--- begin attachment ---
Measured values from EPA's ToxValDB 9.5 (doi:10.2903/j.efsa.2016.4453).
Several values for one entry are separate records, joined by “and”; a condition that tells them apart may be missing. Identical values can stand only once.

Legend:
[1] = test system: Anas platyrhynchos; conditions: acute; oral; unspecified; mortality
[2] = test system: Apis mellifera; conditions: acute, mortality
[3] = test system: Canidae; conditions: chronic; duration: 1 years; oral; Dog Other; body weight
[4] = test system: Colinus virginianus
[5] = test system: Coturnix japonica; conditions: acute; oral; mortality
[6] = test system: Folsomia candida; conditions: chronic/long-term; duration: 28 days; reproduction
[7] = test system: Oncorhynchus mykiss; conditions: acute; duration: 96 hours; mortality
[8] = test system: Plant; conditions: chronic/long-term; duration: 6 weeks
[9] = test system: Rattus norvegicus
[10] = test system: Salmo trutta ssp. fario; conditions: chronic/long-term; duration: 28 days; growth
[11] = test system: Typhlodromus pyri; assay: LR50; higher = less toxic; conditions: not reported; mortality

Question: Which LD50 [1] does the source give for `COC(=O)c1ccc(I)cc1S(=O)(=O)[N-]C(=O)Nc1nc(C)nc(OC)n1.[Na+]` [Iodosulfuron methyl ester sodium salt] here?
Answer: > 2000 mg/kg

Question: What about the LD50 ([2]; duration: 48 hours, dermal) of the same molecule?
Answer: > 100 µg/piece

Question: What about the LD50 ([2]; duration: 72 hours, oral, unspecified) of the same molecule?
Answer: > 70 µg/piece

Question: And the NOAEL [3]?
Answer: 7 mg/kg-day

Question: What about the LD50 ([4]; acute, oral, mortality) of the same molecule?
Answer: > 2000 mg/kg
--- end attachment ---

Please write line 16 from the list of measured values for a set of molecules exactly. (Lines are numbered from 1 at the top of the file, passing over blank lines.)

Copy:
Answer: > 2000 mg/kg